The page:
Skip to main content

The Blue Ridge Parkway

For over 60 years, the Blue Ridge Parkway has combined modern travel with the splendid of nature.  Unlike the thousands of miles of superhighways that grace this nation, the 469 mile parkway purposely avoids altering the landscape allowing visitors to enjoy the majestic beauty of the Blue Ridge in North Carolina and Virginia.  Linking two popular national parks, Shenandoah and Great Smokey Mountains, the route goes from foothills and farmlands to heights of over 5000 feet.  No matter how high or low the elevation, the Parkway is full of endless and spectacular views, hiking trails, and an infinite number of natural possibilities.

In 2003, I began a Blue Ridge Parkway travelogue on my old All Things NC! website.  When we shutdown Gribblenation in 2016, I began to transfer the old pages to the blog as well as adding new stops along the way.  This gateway page will continue to be updated as new stops are added from future excursions on this wonderful road.

Site Navigation: 
Virginia: 
North Carolina:
Just off the Parkway:
Parkway Related Roadtrips:
Learn more about the roadtrips behind the features
For all photo or story inquiries - or if you have information to share - please feel free to comment or reach me directly at aprince27@gmail.com.

Blue Ridge Parkway shield courtesy of Bruce Cridlebaugh.
   
 
 

Comments

Popular posts from this blog

Abandoned Interstate 95 - Newburyport, Massachusetts

What is now a popular recreational trail in the northeastern Massachusetts city of Newburyport was once a northbound alignment of Interstate 95, and before that, part of a relocated US 1. A trip down this 1.1 mile long abandoned section of highway shows a road that was left mostly intact, complete with the original pavement, curb cuts and pavement markings. But there is a story about how this highway became a trail...

Originally conceived to be part of a relocated US 1, the stretch of road that is now the abandoned section of I-95 in Newburyport was part of a highway that was constructed between 1951 and 1954 from modern day US 1 in Danvers, Massachusetts and ended just south of the state border between Massachusetts and New Hampshire in Salisbury, Massachusetts. The highway was originally constructed with three 12-foot wide lanes in each direction, although the rightmost lane eventually became a hard shoulder for the road. The highway was not Relocated US 1 for long, as it became I…

Interstate 5; the West Side Freeway

The past four years I've frequently driven the entirety of Interstate 5 in San Joaquin Valley and Sacramento Valley.  I-5 from Wheeler Ridge north to a segment near of Woodland is known as the "West Side Freeway."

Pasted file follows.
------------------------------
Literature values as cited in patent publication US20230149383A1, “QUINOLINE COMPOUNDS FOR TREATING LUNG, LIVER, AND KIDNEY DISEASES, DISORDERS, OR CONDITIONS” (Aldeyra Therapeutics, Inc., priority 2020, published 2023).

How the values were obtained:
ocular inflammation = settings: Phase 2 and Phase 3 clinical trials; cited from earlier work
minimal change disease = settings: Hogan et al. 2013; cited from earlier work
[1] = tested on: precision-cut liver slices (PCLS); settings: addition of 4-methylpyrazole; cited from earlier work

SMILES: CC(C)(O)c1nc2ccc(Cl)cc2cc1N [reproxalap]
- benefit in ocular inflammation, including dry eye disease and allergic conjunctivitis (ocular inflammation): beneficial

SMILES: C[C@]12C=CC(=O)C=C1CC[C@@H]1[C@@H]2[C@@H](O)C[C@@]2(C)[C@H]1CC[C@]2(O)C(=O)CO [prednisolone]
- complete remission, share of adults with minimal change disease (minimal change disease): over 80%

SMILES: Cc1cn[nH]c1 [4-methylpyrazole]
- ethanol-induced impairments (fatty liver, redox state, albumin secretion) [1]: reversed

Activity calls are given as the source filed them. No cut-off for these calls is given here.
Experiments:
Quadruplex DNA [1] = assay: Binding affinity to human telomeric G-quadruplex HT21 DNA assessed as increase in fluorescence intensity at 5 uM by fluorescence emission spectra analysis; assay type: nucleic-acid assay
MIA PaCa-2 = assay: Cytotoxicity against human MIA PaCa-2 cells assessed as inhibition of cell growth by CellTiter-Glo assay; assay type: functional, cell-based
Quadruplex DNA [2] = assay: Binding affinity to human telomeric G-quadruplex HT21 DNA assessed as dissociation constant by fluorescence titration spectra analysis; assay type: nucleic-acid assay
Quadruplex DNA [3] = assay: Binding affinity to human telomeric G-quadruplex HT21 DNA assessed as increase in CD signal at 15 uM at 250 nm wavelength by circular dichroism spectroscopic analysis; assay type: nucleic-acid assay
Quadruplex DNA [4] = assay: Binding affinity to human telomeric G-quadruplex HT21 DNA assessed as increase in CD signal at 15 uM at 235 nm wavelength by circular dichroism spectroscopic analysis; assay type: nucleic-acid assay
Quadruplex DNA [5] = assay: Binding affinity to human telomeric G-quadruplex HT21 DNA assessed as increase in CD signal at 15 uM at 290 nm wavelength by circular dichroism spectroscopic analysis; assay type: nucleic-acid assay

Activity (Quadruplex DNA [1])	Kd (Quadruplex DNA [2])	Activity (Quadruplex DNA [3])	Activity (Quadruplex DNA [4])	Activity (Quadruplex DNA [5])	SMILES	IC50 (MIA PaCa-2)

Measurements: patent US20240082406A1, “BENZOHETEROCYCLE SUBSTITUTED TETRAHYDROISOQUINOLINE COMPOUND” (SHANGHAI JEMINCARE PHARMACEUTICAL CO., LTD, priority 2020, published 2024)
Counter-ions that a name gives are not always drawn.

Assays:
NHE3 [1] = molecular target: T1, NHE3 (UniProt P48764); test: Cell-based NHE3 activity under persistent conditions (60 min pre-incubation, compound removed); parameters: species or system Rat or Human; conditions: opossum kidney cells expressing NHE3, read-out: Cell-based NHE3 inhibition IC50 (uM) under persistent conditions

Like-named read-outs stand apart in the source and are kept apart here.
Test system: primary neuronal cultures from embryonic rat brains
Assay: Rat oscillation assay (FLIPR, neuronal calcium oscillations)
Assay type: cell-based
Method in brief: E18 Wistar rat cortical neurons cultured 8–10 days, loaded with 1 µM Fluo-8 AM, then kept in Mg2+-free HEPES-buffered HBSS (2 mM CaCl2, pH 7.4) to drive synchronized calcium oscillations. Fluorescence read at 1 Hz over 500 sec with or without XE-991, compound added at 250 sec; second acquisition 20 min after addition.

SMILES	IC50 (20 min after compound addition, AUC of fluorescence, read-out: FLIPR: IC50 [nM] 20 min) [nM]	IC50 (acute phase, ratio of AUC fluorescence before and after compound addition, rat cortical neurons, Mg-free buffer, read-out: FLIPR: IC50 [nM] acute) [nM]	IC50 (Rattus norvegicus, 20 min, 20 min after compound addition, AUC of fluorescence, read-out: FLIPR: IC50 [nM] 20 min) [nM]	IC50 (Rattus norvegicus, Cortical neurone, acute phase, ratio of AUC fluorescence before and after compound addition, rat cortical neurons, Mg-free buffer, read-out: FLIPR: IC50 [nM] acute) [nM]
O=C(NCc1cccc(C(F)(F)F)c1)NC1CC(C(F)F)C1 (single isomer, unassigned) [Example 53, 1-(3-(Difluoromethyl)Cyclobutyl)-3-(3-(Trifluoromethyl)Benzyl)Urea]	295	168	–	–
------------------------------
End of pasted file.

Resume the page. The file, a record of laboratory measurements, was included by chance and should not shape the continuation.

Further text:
The West Side Freeway segment of I-5 refers to an approximately 330 mile portion of the highway from the split with CA 99 at Wheeler Ridge north to the convergence with I-505 near Woodland.







Part 1; the history of the West Side Freeway and the split of I-5W/I-5E

In the 1947 Interstate plan I-5 was to be routed up US 99 where it would have split into I-5W and I-5E in Modesto.  I-5W was to planned to use the following current state highways: 

-  Modern CA 132 west to I-580.
-  Modern I-580 west to I-80.
-  Modern I-80 east to I-505.
-  Modern I-505 to I-5.

As the second Interstate System was being drafted the path of I-5 was shifted to the western part of San Joaquin Valley which was planned as Legislative Route 238.  I-5W was planned to split from I-5 at the p…

Old Stage Road; the "real" El Camino Real and predecessor route to US Route 101 on the San Juan Grade

This past month I stopped in San Juan Bautista to hike the Juan Bautista De Anza Trail on the closed Old Stage Road.  Old Stage Road as part of the Spanish El Camino Real to cross the Gabilan Range between San Juan Bautista and Salinas Valley.



Part 1; the history of El Camino Real and Old Stage Road

The Gabilan Range between what is now San Juan Bautista and Salinas Valley was first explored during the second Juan Bautista De Anza Expedition of Las Californias.  While the De Anza expedition likely crossed very close to the present alignment of Old Stage Route their exact path isn't clear.  Juan Bautista De Anza noted the following in his journal while passing near present day San Juan Bautista on March 24, 1776:

"In the valley we saw many antelopes and white grey geese.  In the same valley we found an arroyo...and then came to a village in which I counted about twenty tule huts.  But the only two people we saw were two Indians who came out to the road and presented us with thr…